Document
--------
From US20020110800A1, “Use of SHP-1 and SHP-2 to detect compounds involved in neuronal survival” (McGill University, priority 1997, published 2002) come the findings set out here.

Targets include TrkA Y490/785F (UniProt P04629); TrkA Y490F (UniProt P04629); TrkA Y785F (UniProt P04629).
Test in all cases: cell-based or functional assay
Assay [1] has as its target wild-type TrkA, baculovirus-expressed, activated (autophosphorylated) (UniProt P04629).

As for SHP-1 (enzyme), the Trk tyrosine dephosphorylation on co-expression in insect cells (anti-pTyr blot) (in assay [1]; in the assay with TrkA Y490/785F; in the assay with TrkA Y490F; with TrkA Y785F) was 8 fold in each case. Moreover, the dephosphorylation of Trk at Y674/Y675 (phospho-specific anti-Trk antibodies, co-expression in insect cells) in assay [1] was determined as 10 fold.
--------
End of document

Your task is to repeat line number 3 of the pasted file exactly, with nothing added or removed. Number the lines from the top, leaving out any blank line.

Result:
Test in all cases: cell-based or functional assay